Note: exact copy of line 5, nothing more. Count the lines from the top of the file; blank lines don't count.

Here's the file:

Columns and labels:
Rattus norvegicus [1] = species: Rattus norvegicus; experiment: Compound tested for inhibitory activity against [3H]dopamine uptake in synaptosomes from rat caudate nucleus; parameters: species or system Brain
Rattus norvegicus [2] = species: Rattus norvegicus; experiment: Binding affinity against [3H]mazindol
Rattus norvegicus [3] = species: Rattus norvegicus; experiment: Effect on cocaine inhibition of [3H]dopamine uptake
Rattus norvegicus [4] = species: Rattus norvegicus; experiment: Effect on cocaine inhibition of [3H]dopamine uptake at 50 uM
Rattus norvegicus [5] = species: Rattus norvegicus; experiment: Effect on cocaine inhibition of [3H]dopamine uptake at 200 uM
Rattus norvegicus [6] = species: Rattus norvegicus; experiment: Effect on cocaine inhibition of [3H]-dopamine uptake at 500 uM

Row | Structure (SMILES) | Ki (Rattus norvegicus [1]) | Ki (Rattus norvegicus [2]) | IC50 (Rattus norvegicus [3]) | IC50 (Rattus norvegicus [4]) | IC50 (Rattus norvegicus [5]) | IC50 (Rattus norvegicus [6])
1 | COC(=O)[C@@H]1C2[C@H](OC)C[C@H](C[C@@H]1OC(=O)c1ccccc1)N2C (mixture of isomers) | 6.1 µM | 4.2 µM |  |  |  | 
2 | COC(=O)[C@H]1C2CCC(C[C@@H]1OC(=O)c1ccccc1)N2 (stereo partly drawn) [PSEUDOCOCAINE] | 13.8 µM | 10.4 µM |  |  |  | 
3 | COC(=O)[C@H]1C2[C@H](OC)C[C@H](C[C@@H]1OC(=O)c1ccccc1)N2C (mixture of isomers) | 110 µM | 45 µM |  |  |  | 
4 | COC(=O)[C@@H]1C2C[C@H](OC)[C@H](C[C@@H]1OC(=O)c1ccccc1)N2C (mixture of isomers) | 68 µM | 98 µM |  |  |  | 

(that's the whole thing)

Rattus norvegicus [4] = species: Rattus norvegicus; experiment: Effect on cocaine inhibition of [3H]dopamine uptake at 50 uM